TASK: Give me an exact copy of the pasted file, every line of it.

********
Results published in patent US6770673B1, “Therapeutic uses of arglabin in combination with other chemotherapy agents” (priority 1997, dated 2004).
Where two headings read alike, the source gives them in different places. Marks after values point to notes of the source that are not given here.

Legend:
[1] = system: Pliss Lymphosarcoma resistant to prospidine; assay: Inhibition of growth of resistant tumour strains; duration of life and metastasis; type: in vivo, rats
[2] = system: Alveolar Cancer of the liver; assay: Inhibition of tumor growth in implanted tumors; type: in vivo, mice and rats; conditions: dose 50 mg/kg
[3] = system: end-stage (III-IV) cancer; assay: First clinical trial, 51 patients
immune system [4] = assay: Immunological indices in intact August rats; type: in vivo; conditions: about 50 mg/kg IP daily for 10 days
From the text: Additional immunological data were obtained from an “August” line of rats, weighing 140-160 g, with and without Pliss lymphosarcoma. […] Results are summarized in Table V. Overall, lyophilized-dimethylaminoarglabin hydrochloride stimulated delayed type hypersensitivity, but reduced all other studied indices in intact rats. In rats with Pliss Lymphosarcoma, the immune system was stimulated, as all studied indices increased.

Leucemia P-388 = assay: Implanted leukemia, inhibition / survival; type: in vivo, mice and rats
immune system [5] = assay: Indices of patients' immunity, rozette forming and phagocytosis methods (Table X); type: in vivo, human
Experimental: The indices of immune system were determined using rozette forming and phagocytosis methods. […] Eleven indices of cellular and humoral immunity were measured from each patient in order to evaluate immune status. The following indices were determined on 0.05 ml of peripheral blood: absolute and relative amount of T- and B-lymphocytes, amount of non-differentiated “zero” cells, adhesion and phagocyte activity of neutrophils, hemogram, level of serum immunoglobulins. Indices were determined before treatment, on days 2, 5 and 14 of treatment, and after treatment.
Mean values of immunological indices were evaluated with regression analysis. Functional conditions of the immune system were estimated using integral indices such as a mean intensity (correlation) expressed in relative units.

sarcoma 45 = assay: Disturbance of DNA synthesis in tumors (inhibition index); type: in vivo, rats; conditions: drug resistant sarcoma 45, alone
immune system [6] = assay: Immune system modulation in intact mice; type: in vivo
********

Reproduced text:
Results published in patent US6770673B1, “Therapeutic uses of arglabin in combination with other chemotherapy agents” (priority 1997, dated 2004).
Where two headings read alike, the source gives them in different places. Marks after values point to notes of the source that are not given here.

Legend:
[1] = system: Pliss Lymphosarcoma resistant to prospidine; assay: Inhibition of growth of resistant tumour strains; duration of life and metastasis; type: in vivo, rats
[2] = system: Alveolar Cancer of the liver; assay: Inhibition of tumor growth in implanted tumors; type: in vivo, mice and rats; conditions: dose 50 mg/kg
[3] = system: end-stage (III-IV) cancer; assay: First clinical trial, 51 patients
immune system [4] = assay: Immunological indices in intact August rats; type: in vivo; conditions: about 50 mg/kg IP daily for 10 days
From the text: Additional immunological data were obtained from an “August” line of rats, weighing 140-160 g, with and without Pliss lymphosarcoma. […] Results are summarized in Table V. Overall, lyophilized-dimethylaminoarglabin hydrochloride stimulated delayed type hypersensitivity, but reduced all other studied indices in intact rats. In rats with Pliss Lymphosarcoma, the immune system was stimulated, as all studied indices increased.

Leucemia P-388 = assay: Implanted leukemia, inhibition / survival; type: in vivo, mice and rats
immune system [5] = assay: Indices of patients' immunity, rozette forming and phagocytosis methods (Table X); type: in vivo, human
Experimental: The indices of immune system were determined using rozette forming and phagocytosis methods. […] Eleven indices of cellular and humoral immunity were measured from each patient in order to evaluate immune status. The following indices were determined on 0.05 ml of peripheral blood: absolute and relative amount of T- and B-lymphocytes, amount of non-differentiated “zero” cells, adhesion and phagocyte activity of neutrophils, hemogram, level of serum immunoglobulins. Indices were determined before treatment, on days 2, 5 and 14 of treatment, and after treatment.
Mean values of immunological indices were evaluated with regression analysis. Functional conditions of the immune system were estimated using integral indices such as a mean intensity (correlation) expressed in relative units.

sarcoma 45 = assay: Disturbance of DNA synthesis in tumors (inhibition index); type: in vivo, rats; conditions: drug resistant sarcoma 45, alone
immune system [6] = assay: Immune system modulation in intact mice; type: in vivo